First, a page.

* Forthcoming Scholarship (reminder – click on title to go to article)
University of Pennsylvania Journal of International Law, Vol. 33, 2011
Samuel T. Morison (DOD, Office of Military Commissions-Appellate Defense)
At present, there are two military commission cases involving terrorism defendants incarcerated at Guantánamo Bay making their way through the appellate courts. In both cases, the defendants are challenging their convictions for “providing material support for terrorism.” While this is a federal offense that could be prosecuted in an Article III court, the legal issue in these appeals is whether providing material support is also a war crime subject to the jurisdiction of a military tribunal. Congress incorporated the offense into the Military Commissions Act, but that is not dispositive, since it is arguably beyond Congress’ legislative competence to create war crimes out of whole cloth and then impose them on foreign nationals having no jurisdictional nexus to the United States.
As a result, the Government has not disputed that there must be at least some historical evidence that the conduct now styled “providing material support” to an enemy previously has been treated as a war crime, where the defendant was a non-resident alien who owed no duty of allegiance to the injured State. In what might be fairly described as a desperate attempt to discharge its burden of persuasion, the Government has now embraced the only “precedent” that comes close to fitting this description. This is problematic, however, because it is also one of the most notorious episodes in the history of American military justice.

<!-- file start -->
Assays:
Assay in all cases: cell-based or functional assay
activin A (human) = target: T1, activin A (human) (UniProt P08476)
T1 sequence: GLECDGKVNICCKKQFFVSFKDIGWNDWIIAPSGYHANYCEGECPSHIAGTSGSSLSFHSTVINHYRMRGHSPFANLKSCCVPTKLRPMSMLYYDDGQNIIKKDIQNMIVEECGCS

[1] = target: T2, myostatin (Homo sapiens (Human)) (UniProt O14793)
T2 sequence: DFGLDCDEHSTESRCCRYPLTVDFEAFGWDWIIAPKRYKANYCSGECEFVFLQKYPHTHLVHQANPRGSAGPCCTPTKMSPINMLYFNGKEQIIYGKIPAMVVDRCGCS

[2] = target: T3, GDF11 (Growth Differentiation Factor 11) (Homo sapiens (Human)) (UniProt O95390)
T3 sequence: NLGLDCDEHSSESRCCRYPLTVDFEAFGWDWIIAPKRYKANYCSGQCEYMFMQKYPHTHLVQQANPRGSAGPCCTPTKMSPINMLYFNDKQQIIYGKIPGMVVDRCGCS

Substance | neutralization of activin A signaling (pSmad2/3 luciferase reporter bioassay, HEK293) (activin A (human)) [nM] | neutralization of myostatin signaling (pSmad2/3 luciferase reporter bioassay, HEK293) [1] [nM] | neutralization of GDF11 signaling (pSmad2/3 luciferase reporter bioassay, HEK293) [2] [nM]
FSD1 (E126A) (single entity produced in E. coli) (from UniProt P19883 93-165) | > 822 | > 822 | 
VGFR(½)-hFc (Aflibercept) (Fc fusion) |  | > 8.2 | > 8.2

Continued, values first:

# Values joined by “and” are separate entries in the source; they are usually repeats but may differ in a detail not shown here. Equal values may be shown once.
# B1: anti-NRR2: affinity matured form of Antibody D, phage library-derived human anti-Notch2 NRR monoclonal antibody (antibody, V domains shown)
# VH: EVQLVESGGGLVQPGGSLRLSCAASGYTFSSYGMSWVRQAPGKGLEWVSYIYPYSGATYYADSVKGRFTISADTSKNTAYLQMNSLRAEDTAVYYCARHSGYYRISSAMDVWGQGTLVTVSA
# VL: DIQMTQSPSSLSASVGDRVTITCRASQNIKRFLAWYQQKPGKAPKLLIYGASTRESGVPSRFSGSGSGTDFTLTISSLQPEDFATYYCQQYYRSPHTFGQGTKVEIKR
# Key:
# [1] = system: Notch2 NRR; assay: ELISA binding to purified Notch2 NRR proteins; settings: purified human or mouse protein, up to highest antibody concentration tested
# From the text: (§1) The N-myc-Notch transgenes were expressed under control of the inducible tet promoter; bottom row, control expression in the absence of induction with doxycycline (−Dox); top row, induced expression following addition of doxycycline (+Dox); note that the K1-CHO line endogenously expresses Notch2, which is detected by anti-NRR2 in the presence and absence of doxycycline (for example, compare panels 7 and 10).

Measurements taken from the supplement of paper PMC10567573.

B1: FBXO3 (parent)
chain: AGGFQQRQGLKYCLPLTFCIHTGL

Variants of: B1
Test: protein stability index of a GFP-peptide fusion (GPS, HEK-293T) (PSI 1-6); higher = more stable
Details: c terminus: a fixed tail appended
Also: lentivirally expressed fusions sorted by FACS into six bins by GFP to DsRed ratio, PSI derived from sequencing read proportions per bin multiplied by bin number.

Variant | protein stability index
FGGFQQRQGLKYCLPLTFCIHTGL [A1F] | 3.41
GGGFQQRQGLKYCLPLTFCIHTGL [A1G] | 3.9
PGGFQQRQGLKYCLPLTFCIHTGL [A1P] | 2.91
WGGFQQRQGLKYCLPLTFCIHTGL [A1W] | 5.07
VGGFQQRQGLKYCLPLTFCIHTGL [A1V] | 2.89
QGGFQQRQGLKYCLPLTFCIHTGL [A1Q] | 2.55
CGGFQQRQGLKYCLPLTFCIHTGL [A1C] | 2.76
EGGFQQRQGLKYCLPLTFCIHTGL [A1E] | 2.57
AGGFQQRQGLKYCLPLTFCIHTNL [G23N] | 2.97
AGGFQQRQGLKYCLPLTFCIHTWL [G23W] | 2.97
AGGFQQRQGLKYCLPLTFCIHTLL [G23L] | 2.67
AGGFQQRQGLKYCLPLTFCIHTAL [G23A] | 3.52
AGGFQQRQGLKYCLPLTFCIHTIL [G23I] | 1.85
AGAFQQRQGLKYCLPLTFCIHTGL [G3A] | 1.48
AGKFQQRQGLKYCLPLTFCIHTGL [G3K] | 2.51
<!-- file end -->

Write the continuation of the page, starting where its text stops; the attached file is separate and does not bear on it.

In 1818, then Major General Andrew Jackson led an armed invasion of Spanish Florida, thereby instigating the First Seminole War. In the course of the conflict, his troops captured two British citizens who had been living in Florida among the Seminole Indians. In his inimitable style, Jackson impetuously ordered the summary trial and execution of these men, allegedly for “inciting” the Seminoles to engage in “savage warfare” against the United States. Worse yet, Jackson’s immediate motivation for the invasion was to recapture fugitive slaves, who had escaped from the adjacent States and found refuge among the Seminoles. In addition to territorial expansion, his mission was to return this “property” to their “rightful” owners and prevent Florida from serving as a safe haven for runaway slaves.
Remarkably, the legal basis of the Government’s assertion of military jurisdiction over material support charges therefore rests on Jackson’s decision to execute two men, who were almost certainly innocent, in the context of a war of aggression waged to vindicate the property rights of antebellum Southern slaveholders. The purpose of this essay is to reintroduce the episode to a wider audience, and to reflect on the implications of the Government’s decision to rely on it as a precedent for a modern war crimes prosecution.
SASCHA-DOMINIK OLIVER VLADIMIR BACHMANN, University of Portsmouth – School of Law
This article aims to assess the impact that the European Convention of Human Rights, incorporated into British law through the Human Rights Act 1998, has had on the control order regime in the United Kingdom. It will discuss recent British jurisprudence on the topical question whether there can be a true balance between the civil liberties of an individual and the need to protect state and society from a continuing terrorist threat. The article compares the UK’s present control order system of summer 2010 with similar legislation, which the Commonwealth jurisdictions of Australia and Canada enacted to protect their nations from the threat of terrorism. It will conclude with a discussion of possible reforms as well as other security measures that have been identified as alternatives to control orders and which form the basis of present UK governmental initiatives to limit scope and impact of Anti Terrorism Legislation.